Unlocking the Revenue Sharing Stalemate in Kenya: Key Considerations

Article 217 of the Constitution of Kenya (2010) requires the Senate to reconsider and enact, after every five years, the basis for allocating revenue to the 47 counties. Once enacted, the formula is used to guide the passage of the County Allocation of Revenue Bill, the primary legal tool for the release of money to counties from the consolidated account. In the recent past, the Senate has, in seven plenary sessions, failed to agree on a proposal from the Commission of Revenue Allocation (CRA). This stalemate, if prolonged, will delay the disbursement of funds to counties with a net effect of plunging counties into a cash crisis. While all senators have a right to advocate for more resources for their counties, they should ensure that in unlocking the impasse, the adopted formula promotes equity, national unity, as well as ethnic harmony in the country.

The Stalemate

At the heart of the impasse lies the variables for revenue sharing. On one hand, the proponents of the CRA proposal presented by the Senate Finance Committee argue that the population burden should be the paramount consideration in allocating resources to counties. On the other hand, opponents hold that besides population, development disparity and landmass are equally important. This proposal, if adopted ‘as is’, shall introduce significant changes to the current county revenue allocations. In effect, 19 counties, mostly those that are perceived as historically marginalized stand to lose a cumulative 42 billion Kenya shillings from their last budget, while the remaining 28 shall gain more resources.

To resolve the disagreement, two initiatives were floated in the Senate. The first initiative, which was rejected by the majority of the Senators, was sponsored by the Majority Whip, Senator Irungu Kangata. Kangata proposed that the formula be adopted ‘as is’, but its operation deferred by two years, to give room for other ongoing political initiatives such as the Building Bridges Initiatives (BBI) that are likely to result in an increased financial allocation to devolved units from the current minimum 15 per cent.  The second initiative, awaiting debate and consideration is sponsored by the Nairobi County Senator, Johnson Sakaja. Sakaja’s proposal, popularly known as A+B, seeks to have all counties allocated the same amount they received in the last financial year and the formula, be applied in sharing of the remaining funds, if any.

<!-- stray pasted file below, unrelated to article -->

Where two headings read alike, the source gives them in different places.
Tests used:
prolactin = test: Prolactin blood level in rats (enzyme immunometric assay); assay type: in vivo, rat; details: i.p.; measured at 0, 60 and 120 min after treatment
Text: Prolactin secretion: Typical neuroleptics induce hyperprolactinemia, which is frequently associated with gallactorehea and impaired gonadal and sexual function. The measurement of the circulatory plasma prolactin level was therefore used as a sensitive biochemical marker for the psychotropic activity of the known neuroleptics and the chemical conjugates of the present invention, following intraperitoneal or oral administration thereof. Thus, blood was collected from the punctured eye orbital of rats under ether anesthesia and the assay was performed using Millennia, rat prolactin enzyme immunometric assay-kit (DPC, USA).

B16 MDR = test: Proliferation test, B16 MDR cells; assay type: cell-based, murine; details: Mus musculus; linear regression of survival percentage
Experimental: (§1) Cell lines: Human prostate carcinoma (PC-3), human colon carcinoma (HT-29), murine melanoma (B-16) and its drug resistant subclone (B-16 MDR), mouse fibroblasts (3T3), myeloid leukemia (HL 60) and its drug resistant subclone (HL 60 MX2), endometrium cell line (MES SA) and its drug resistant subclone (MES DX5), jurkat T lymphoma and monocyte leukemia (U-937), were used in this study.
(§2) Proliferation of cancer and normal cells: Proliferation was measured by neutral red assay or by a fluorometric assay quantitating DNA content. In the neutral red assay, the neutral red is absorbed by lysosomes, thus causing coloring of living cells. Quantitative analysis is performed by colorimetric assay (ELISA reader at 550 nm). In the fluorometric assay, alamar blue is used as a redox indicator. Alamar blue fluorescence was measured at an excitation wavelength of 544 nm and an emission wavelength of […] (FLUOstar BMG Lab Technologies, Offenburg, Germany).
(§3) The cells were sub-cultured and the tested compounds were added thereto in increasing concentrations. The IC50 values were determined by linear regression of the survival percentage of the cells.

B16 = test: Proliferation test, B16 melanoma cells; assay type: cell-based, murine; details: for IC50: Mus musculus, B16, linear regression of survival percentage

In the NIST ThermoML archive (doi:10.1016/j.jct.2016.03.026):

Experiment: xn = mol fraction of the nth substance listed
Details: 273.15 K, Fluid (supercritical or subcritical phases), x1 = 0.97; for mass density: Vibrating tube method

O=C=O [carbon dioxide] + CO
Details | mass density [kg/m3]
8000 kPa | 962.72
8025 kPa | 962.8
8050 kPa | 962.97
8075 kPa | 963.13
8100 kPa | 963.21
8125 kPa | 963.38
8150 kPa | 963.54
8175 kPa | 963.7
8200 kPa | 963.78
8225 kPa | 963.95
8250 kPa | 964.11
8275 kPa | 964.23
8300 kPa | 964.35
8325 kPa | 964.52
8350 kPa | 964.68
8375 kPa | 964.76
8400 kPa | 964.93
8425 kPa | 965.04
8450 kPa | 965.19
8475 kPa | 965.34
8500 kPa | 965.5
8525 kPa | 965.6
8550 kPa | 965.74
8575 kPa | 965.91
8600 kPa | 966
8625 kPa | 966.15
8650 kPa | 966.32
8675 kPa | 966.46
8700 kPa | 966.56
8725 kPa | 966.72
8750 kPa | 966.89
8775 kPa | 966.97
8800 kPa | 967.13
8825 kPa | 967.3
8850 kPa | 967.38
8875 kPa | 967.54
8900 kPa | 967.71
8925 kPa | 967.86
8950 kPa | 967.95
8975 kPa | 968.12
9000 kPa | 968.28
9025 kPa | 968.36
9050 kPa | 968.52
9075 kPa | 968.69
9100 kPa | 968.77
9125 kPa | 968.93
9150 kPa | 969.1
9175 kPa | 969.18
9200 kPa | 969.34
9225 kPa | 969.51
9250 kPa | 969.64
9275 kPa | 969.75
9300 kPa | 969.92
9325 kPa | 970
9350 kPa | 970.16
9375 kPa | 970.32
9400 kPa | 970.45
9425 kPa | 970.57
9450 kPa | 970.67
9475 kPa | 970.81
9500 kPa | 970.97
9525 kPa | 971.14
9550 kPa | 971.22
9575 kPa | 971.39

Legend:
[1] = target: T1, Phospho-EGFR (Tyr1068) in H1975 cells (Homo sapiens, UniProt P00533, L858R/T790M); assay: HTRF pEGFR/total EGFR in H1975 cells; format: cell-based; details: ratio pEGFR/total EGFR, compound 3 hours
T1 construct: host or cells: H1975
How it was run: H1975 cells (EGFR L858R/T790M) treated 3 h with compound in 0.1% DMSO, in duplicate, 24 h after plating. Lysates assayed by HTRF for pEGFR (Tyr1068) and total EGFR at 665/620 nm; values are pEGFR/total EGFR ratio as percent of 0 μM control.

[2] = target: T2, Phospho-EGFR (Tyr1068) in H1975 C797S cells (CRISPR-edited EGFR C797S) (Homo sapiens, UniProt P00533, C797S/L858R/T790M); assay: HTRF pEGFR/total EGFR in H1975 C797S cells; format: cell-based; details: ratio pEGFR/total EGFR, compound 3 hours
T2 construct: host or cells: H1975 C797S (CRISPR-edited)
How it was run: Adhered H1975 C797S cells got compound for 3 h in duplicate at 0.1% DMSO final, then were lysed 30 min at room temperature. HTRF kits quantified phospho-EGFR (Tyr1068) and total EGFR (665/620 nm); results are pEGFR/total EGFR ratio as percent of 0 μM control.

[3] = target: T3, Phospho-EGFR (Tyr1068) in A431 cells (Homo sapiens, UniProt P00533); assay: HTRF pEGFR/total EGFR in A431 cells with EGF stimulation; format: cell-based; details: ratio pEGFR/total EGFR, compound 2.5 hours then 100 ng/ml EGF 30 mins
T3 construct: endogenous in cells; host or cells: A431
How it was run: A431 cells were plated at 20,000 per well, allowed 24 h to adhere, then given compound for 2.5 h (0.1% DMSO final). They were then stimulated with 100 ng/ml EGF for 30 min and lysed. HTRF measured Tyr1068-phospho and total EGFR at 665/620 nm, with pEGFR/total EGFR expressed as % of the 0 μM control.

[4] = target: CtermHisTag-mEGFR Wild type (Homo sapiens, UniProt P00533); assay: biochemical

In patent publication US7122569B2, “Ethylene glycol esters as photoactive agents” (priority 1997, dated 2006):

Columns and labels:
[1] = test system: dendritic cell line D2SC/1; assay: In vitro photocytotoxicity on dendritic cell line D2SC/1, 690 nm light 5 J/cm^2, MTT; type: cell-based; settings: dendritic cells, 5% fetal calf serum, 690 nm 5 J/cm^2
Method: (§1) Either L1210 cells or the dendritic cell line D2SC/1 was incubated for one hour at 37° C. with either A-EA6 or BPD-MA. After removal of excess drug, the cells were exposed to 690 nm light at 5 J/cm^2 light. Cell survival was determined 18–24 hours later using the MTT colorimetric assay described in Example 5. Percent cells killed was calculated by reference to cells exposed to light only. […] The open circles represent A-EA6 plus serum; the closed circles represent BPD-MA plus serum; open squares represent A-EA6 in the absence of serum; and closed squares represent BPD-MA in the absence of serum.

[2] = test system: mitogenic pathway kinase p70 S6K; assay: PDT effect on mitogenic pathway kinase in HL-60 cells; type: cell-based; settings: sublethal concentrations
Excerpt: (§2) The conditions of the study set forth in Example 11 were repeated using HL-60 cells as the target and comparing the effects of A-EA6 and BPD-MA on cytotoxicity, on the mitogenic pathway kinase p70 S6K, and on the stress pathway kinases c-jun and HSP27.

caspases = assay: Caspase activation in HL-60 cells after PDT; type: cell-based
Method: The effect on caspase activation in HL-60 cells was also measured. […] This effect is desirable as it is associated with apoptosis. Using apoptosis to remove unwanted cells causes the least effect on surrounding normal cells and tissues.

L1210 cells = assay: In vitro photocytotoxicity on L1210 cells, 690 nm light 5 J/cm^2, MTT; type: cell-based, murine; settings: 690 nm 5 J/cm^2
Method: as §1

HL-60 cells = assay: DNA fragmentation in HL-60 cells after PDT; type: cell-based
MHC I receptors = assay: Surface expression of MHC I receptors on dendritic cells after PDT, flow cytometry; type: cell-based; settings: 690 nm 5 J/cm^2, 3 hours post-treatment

Old debate

The debate on revenue allocation is neither new nor unique in the country. Its origin dates back to the aftermath of Kenya’s independence in 1963. Sessional Paper No.10 of 1965-Kenya’s economic and social development blueprint-prioritized areas with ‘high economic potential’ for higher financial allocations. This was based on the premise that gains derived from these areas will be used to develop less ‘productive’ regions in the country. While this consideration was informed by the need to maximize the meagre resources of a newly independent country, the policy in practice ended up exacerbating development disparity and entrenching marginalization in the country.

The creation of devolved governments under the new constitution (2010) was informed by the need to rectify this anomaly, and spur equal social-economic development, enhance service delivery, and promote national unity by recognizing diversity. While counties are still struggling with a myriad of challenges including fiscal inefficiencies and financial impropriety among others, significant progress has been made in the provision of social services. Devolution has also ensured government presence across the country.

 Unlocking the Stalemate

As the Senate continues to haggle for a solution, the following considerations are key:

  • Ethnicity

In the Journal of African Elections, Kwatemba (2008) observes, “One of the most enduring attributes of the legacy of colonialism in post-colonial Kenya was a sense of ethnic division that found expression not only in terms of group identity but also became a mobilising agent in pursuit of economic interests.’’ He adds, ‘’ethnicity found expression in Kenya’s politics because most Kenyans felt alienated from the state, a lacuna whose provenance lay in the colonial period.’’ Kwatemba’s assertions are not far-fetched. As it is widely known, Kenya’s devolved units are largely founded on ethnicity. For a start, the Senate needs to take note that any adverse variation of or increase in allocation to counties shall be interpreted along this line. The formula is likely to spur ethnic division and promote ethnic nationalism and thus affect the ongoing processes aimed at ending ethnic antagonism in the country.

  • Development Disparities

Secondly, devolution as a tool of governance was, in part, created to address the adverse disparity in access to basic services such as healthcare, transport infrastructure and food security among others. Despite positive progress, these disparities still exist. Unfortunately, the counties set to lose revenue in the current proposal are the most affected. As such, the proposal is inimical to devolution and the agenda of equity among counties and may spell doom for the counties’ development agenda.

  • Accountability

Finally, regardless of the allocation, the Senate should activate other tools at its disposal to ensure counties utilize their allocated resources for the maximum public good. Such tools include sealing corruption loopholes in the counties, stopping embezzlement of budgeted funds, limiting recurrent expenditures and ensuring timely disbursement of county resources by the National Treasury to give county governments enough time for budget absorption.

Elvis Salano is a Research Assistant at the HORN Institute

Photo: A previous sitting of the Senate (Photo Credit: The Star)

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